The show you could never quite kick the habit of. The show you tried to replace with “The Crown” or “Call the Midwife” or “Peaky Blinders” or, God, “Poldark.” But nothing, it turned out, could quite fibrillate your atrium like that first sight of Downton Abbey every Sunday evening, framed against a blue sky by a yellow lab’s twitching haunches, and bringing with it the promise of gorgeous, onrolling misery for every character, upstairs and down.
Quietly, stubbornly, you kept the flame alive, trolling the show’s Wiki forum, lunging at every report of a possible film version, plotting your make-believe itineraries to Highclere Castle, where most of the show was filmed. And now your faithfulness has its reward. The Abbey — or, at least, “Downton Abbey: The Exhibition” — has come back to you.
Housed in a Victorian-era building near Columbus Circle, this exhibition, which opens Saturday and runs through January, is a kind of theme park for re-addiction, a cleverly immersive experience mounted with the same exacting care as the show itself. It gives “Abbey” addicts both the short-term injection they need, and the reassurance that nothing from their favorite show has ever been thrown away.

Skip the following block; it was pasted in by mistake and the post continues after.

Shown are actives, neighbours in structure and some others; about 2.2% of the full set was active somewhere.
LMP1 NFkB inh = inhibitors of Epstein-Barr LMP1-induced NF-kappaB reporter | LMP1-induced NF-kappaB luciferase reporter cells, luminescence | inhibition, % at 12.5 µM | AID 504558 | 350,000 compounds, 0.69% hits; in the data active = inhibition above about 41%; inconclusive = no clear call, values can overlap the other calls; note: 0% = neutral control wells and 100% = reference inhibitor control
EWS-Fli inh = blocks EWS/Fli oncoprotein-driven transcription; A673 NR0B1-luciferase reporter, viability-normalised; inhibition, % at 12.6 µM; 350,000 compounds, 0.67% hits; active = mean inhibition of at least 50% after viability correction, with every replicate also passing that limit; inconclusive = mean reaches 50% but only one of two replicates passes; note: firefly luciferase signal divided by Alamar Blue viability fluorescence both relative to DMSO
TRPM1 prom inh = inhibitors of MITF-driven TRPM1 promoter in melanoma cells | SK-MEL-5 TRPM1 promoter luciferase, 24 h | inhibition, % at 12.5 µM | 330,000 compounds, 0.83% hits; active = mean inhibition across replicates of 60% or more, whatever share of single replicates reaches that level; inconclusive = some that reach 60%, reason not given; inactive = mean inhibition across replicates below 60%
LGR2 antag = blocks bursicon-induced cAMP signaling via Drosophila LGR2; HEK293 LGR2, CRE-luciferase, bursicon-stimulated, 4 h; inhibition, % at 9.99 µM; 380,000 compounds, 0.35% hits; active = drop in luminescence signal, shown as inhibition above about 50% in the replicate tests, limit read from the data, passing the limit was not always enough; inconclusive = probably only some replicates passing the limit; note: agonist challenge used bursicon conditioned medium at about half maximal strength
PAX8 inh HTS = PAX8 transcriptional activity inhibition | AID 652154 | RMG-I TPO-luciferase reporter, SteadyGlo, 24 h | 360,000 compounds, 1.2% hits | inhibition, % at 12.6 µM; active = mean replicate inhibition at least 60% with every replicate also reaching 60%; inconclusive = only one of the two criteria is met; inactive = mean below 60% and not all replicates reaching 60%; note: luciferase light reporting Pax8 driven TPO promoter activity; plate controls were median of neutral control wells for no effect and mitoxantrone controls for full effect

All the old habitats, including Mr. Carson’s pantry, the servants’ dining room and Lady Mary’s bedroom (faintly scandalous with its memory of Kemal Pamuk’s coital demise) are painstakingly recreated, right down to the forks and spoons arranged just so on the Crawley dinner table. Behind the green baize door lies the servants’ quarters just as you left them, along with Mr. Carson’s old desk, complete with period-era bills and correspondence, and on the far wall, the immortal bell board, spontaneously erupting with some mysterious new summons from abovestairs.
The sense of arrested time grows particularly acute when you wander into Mrs. Patmore’s kitchen, that realm of shining wooden surfaces and ceramic bowls and copper pots, one of which sits even now steaming on the stove. “It’s all exactly the same,” marvels the actress Sophie McShera, who has come to New York on promotional duties and who, as dim Daisy, cut up six seasons’ worth of produce on these very chopping boards — with this very knife. Also on hand was Mrs. P herself (or Lesley Nicol, as the real world insists on calling her) who admitted to getting “a bit gulpy” at being surrounded again by the old props. (In the same breath, she confessed that she didn’t do much actual cooking on the show. “I did what Gordon Ramsay did. I just tasted and swore.”)
Where the exhibition surprises is in its high-tech flourishes, which include a CGI clip-loop with scenes from the original show in the library and interactive stations designed to test your fitness for a servant’s position. (How fit were the actual servants, I’m trying to remember?) You might, in passing, spare a thought for poor Violet Crawley (Maggie Smith), who was discombobulated not just by electricity but also by swivel chairs and who might have given up the ghost altogether at the sight of Mrs. Hughes’s beaming hologram.